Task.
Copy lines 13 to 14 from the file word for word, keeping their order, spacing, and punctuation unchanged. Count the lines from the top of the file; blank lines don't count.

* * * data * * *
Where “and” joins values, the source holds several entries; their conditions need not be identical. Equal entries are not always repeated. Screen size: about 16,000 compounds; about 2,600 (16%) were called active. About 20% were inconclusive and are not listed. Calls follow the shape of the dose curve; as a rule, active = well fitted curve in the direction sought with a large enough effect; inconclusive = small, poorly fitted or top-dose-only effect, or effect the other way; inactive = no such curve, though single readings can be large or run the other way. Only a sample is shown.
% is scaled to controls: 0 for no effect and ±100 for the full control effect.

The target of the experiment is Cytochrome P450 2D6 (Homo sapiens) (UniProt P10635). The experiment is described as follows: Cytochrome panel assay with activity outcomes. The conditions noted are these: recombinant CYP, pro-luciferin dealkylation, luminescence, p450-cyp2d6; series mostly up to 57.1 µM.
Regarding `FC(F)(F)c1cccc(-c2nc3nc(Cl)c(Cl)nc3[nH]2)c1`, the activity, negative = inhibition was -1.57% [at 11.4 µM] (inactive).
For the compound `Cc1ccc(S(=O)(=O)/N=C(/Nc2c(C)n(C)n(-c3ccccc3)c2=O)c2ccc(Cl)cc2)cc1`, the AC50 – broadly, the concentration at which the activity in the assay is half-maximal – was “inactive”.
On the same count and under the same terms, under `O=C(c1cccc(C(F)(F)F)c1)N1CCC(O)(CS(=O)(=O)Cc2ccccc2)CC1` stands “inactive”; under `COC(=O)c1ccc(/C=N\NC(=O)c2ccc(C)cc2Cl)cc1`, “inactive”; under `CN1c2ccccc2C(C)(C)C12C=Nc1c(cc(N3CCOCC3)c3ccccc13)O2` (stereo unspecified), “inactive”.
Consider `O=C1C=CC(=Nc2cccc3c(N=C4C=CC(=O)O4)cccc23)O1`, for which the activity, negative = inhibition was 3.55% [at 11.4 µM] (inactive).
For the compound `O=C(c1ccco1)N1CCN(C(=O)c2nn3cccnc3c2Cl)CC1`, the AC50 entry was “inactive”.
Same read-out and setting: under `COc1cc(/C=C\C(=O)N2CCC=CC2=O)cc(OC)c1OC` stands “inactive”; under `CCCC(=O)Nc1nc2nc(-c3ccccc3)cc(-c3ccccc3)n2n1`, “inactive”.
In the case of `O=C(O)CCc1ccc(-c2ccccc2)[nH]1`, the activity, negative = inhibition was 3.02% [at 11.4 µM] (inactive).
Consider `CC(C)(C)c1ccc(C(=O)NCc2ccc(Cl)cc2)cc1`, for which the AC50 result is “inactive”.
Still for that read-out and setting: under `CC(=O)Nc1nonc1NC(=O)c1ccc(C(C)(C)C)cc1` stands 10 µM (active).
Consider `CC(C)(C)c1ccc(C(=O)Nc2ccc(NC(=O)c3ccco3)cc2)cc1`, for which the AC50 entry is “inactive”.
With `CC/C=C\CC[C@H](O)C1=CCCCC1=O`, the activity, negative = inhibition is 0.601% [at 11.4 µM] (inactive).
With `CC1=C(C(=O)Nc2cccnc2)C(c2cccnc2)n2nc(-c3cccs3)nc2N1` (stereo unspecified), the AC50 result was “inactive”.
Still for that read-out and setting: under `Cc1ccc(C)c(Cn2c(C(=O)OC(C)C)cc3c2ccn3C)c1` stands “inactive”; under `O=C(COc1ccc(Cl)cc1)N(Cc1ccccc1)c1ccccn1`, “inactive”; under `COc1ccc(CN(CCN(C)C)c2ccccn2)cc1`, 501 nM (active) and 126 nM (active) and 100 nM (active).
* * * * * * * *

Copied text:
Consider `CC(C)(C)c1ccc(C(=O)Nc2ccc(NC(=O)c3ccco3)cc2)cc1`, for which the AC50 entry is “inactive”.
With `CC/C=C\CC[C@H](O)C1=CCCCC1=O`, the activity, negative = inhibition is 0.601% [at 11.4 µM] (inactive).